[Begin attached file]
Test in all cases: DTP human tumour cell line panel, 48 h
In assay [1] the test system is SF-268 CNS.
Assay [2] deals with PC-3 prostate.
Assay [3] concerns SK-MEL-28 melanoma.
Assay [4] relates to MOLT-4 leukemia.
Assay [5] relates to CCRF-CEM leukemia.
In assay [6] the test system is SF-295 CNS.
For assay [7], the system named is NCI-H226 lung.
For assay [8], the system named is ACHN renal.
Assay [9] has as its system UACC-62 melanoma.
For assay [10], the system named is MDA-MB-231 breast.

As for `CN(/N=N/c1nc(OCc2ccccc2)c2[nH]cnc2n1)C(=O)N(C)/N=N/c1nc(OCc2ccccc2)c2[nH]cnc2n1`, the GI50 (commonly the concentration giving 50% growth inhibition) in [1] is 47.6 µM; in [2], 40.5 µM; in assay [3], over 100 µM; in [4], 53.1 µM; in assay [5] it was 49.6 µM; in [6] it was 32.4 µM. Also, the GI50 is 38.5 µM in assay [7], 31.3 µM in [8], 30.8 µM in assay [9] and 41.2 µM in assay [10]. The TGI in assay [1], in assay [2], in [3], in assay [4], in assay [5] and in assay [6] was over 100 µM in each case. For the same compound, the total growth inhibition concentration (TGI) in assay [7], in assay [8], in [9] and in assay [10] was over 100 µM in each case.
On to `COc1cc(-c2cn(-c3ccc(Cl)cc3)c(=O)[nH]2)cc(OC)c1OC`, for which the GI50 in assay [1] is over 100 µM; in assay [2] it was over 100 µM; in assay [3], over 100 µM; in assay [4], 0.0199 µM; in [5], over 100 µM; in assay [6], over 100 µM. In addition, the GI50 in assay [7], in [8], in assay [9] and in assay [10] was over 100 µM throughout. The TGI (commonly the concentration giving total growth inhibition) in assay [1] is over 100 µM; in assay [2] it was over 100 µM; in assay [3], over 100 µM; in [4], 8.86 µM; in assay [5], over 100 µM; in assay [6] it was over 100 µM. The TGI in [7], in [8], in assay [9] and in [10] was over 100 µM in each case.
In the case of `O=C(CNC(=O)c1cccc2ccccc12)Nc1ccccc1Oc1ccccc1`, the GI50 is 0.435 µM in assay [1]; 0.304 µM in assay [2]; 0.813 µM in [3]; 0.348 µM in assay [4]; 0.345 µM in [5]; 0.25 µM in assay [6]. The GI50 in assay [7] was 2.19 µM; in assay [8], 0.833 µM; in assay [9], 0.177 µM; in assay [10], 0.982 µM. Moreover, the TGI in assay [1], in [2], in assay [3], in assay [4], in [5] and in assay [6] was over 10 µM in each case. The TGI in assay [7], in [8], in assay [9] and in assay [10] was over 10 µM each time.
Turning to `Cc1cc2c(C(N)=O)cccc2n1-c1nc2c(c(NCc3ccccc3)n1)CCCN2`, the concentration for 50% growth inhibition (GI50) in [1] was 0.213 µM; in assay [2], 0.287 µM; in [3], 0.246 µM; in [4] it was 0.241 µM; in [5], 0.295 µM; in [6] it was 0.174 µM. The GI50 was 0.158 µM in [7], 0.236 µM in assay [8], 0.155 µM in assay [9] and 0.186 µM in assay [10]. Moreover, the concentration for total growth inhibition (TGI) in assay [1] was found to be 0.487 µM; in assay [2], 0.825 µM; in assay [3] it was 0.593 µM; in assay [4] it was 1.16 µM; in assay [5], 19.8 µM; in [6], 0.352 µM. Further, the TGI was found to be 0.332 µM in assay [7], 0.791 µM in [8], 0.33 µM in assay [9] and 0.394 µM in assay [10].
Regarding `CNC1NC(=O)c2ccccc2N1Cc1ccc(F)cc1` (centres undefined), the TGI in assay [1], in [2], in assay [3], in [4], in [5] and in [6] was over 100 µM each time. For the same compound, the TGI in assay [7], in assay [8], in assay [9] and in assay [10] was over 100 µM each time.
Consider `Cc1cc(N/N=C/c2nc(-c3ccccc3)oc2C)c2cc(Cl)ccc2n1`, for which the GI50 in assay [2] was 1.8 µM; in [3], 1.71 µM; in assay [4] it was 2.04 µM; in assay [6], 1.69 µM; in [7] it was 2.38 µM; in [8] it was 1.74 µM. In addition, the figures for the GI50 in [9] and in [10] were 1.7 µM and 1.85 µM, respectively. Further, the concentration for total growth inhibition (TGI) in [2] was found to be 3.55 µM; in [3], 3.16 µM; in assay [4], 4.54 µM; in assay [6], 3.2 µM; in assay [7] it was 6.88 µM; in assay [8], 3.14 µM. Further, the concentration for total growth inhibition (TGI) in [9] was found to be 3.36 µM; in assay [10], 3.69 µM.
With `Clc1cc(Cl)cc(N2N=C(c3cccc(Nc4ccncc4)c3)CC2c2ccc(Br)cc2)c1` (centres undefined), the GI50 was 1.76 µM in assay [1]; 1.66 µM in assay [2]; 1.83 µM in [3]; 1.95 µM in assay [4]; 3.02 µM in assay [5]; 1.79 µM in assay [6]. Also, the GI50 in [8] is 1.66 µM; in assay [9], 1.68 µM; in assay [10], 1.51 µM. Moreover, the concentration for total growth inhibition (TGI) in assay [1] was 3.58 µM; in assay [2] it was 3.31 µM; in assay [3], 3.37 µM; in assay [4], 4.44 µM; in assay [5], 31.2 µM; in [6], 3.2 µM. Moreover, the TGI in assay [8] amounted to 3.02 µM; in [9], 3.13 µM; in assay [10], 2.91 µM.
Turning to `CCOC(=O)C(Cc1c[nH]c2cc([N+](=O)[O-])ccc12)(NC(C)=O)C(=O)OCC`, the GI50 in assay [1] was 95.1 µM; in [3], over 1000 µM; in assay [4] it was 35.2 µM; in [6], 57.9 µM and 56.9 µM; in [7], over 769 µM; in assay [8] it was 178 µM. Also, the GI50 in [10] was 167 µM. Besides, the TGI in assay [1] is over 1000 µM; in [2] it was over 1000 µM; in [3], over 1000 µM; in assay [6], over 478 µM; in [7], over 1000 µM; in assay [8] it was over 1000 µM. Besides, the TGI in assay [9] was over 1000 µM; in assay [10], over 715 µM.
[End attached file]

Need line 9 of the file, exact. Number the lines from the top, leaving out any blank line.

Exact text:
For assay [8], the system named is ACHN renal.